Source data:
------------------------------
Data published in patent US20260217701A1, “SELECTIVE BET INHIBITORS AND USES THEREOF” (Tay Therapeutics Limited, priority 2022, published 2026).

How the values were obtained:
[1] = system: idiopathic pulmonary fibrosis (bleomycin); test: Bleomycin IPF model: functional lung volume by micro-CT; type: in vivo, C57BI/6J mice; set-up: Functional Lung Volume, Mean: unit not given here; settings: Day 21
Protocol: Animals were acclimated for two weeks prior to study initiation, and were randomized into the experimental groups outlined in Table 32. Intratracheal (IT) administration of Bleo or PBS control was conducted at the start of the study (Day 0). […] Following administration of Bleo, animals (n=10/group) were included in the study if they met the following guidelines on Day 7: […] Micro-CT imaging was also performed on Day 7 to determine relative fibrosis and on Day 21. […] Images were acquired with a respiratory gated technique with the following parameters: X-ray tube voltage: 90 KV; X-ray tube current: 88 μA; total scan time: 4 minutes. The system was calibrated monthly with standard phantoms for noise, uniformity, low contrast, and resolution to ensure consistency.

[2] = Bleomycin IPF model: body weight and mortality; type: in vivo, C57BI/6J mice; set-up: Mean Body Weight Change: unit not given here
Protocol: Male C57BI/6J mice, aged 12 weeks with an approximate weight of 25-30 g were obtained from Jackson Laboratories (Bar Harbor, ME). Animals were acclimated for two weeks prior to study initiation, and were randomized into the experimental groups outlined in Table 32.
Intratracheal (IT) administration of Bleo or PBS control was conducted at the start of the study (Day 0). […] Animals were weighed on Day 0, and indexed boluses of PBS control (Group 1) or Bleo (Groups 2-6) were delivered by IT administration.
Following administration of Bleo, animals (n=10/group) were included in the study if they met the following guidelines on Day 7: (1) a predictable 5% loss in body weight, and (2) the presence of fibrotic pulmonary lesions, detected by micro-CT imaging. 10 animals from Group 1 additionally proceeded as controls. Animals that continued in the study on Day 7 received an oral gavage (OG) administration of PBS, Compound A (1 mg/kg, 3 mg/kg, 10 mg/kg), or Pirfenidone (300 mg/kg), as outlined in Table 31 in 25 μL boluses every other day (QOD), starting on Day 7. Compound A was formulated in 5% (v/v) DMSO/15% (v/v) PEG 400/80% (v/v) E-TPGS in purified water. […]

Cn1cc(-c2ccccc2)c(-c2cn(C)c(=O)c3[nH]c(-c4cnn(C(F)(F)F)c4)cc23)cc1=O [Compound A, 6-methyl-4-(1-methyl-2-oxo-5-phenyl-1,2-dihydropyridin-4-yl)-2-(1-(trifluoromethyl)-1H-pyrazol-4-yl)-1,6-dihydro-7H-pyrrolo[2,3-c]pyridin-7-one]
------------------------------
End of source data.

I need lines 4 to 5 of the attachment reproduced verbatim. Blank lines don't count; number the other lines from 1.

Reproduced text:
Protocol: Animals were acclimated for two weeks prior to study initiation, and were randomized into the experimental groups outlined in Table 32. Intratracheal (IT) administration of Bleo or PBS control was conducted at the start of the study (Day 0). […] Following administration of Bleo, animals (n=10/group) were included in the study if they met the following guidelines on Day 7: […] Micro-CT imaging was also performed on Day 7 to determine relative fibrosis and on Day 21. […] Images were acquired with a respiratory gated technique with the following parameters: X-ray tube voltage: 90 KV; X-ray tube current: 88 μA; total scan time: 4 minutes. The system was calibrated monthly with standard phantoms for noise, uniformity, low contrast, and resolution to ensure consistency.

[2] = Bleomycin IPF model: body weight and mortality; type: in vivo, C57BI/6J mice; set-up: Mean Body Weight Change: unit not given here